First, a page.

So if you’re really into shopping, you can spend a few hours here. We went to Shibuya 109 which had some ridiculous number of floors (8 floors I think) of women’s clothing. However we had a lump to carry around (sleeping Ayman) and boys hate going shopping. So I quickly zoomed around but really I can spend ages there. We went to Uniqlo and I got my trousers fix (I have 5 trousers that I usually wear and 4 of them are from Uniqlo). By then we all got tired and cranky and we just couldnt wait for the evening’s sight of Shibuya crossing. 

3. Harajuku

I expected teenagers in wild outfits and though I did see some ‘less conservative’ outfits, I was didappointed that the Harajuku crowd didnt appear in full force when we went. We actually went to Harajuku twice. The first was to check out the place – as soon as you come out of the station and cross the street, there is a street that is so full of people. We exited after a few minutes and the second time round (to kill time), we browsed around with less of a crowd in the evening. There were some interesting fashion  shops but not my style really. Although tempted to buy the sweatshirt with the bunny hoodie and a lil bob tail to go with it, I held back and decided I couldnt get away with it. 

Hedeghog cafe, Harajuku

The first time, we went to the Hedgehog cafe. There was a bit of a queue (as are a lot of places in Japan it seems!) but didnt have to wait more than 10-15 minutes. It did cost a lot to my stingy disbelief but we were there already, so off we went for some hedgehog experience. Now let me tell you, I hate touching any four legged animals. Actually I hate touching any animals but even more so four legged ones. Gali rasanya and also I have a bit of phobia (I say a bit but its a lot actually). That was the reason why we didnt go to cat cafe. I’ll probably cry in a corner and hyperventilate at the same time. 

So hedgehog seems to be a safer bet… they’re not gonna run around me at least. However, Zayan was also scared of touching so I had to be brave and fight all my senses to throw the hedgehog away. After awhile, I realise it wasnt so bad. #achievementunlocked

PS There is cat cafe in Harajuku and Owl cafe as well in Asakusa. If you know, you’re into those things.

PPS You get a free drink from vending machine but its not really a cafe! The place do have a nice ambience to it.

Yoyogi Park, Shibuya-ku

Actually the maps said this was in Shibuya-ku but we went out of station to find ourselves at Harajuku close to Hedgehog cafe. Hmm. Anyway. HUGE HUGE park. We didnt get to see any greenery area, came across another shrine/temple (sorry ah cant tell which is which at this point) and then the park was closing. So erm, no place for our picnic! There probably is but we couldnt find it despite half an hour of walking. It is pretty cool to have this forest-like park in the middle of city and be completely surrounded by nature, only minutes after escaping the hustle and bustle of the city. However, there are nicer parks to go to IMHO – says the sakura obsessed.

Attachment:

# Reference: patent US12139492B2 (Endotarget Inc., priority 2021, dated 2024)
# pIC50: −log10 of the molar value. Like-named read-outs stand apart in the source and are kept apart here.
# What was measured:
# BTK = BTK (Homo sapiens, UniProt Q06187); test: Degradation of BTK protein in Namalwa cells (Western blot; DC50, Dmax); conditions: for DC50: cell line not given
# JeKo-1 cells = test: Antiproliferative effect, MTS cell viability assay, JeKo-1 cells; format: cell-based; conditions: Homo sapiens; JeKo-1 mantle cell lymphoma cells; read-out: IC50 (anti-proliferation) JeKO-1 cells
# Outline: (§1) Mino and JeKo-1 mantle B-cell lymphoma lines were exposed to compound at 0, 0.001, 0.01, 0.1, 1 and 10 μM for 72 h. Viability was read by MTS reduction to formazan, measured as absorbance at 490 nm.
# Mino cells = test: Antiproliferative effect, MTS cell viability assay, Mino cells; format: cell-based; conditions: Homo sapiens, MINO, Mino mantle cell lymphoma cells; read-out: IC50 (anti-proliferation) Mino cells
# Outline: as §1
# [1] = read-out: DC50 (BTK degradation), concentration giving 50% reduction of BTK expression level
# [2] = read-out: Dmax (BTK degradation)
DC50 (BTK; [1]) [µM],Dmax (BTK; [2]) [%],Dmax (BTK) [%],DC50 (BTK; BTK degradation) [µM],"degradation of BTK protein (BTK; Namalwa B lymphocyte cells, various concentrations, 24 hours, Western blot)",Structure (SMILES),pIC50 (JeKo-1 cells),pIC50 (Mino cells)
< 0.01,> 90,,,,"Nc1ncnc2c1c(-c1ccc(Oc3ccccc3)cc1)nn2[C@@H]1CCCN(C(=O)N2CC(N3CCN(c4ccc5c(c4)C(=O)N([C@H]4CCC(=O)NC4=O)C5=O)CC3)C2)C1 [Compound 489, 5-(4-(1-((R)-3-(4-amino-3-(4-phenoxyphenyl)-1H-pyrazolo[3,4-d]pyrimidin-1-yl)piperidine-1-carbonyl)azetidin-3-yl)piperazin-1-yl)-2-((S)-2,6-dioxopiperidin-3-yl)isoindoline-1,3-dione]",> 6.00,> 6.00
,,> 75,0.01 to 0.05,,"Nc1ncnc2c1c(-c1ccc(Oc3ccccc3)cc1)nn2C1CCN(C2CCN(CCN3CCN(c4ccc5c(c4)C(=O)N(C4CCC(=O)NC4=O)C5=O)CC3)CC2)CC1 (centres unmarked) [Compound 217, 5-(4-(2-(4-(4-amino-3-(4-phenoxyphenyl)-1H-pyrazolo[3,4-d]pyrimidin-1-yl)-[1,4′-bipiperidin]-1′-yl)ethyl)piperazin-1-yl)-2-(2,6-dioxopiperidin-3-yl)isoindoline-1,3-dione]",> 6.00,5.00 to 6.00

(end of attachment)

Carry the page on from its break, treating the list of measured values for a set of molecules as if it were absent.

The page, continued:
4. Asakusa

I enjoyed this place the most. It was more authentic and even though still jam-packed with tourists, it had a nice feel to it. We went to the Meiji Shrine, checked out the little alleyway shops and found this shop selling really pretty Japanese cloths. Pictures later perhaps on IG because I cant be bothered to find them now. Kids got restless at the shrine and was finally happy when we got them icecream.

5. Ueno Park

Another HUGE park. Lovely area for cherry blossom sightings. Lots of people picnicking – seriously jam packed with rows of people having a picnic under the Sakura tree. 

We went to Ueno Zoo, which the kids love. When you have kids, you will end up going to multipe zoos and aquariums. So this zoo is not the most amazing zoo in the world but it did it make up to the kids, for all those walking and boring shrine-picture taking they have to endure. Plenty of space to run around in and  also the animals didnt look sad (I feel sad for the animals who looks trapped or sad or live in small areas). The tiger did look like it needs some fattening up though. 

Ended the area with street food stalking (grilled squid for M – which he didnt share!, banana dipped in chocolate for Zayan and crepes for me and Ayman). 

And oh some more walking pathways lined with cherry blossom trees. #sopretty

6. Tsukiji Fish Market

Tempura Tenfusa

We didnt go early to see the tuna auction. Or THAT early to get breakfast. We arrived at 10 am and bee-lined to this tempura place. Read through the tripadvisor forums who advised to ditch the sushi places and instead go for the less busy places. Actually this popular sushi place (Sushi Dai – I did my research) didnt have a queue when we arrived but within 10 minutes, the queue did pile up. Anyway, we went to Tempura Tenfusa, which only have 12 seats! So we had to wait probably for 15-20 minutes. It only has 3 items in the menu and one (tuna sashimi) was sold out by 10 am. They only have seafood in it. Nevertheless the tempura was SO good. Crispy batter, not greasy at all, that was a real yums breakfast/brunch. 

The actual fish market

Because we got there a bit late, there was less of a crowd but still plenty to see. Zayan eyed the fresh sushi and sashimi and pestered to eat it. And now that he can read, he saw the sign saying ‘You can buy here and eat at the third floor’ and kept going on about it! Eseh aku ah, actually nya mau jua. The sashimi was SO fresh. It was so fresh and tender I just want to cry (eh labih jua). 

There were also food stalls at the outer fish market but we got so full it was time to ciao.

7. Odaiba

Now this is probably one of the nicer, posher places to go to. Quite a few shopping areas and science museum, so actually worth going if you’re into those things. 

We went only for this thing only…

The kids went CRAZY. I would go crazy too if I was six and into Gundam and the likes. 

It also had a nice picnic area, so it was pretty nice to just chillax and not have crowds and crowds of people invading your space (can you tell I like my space?).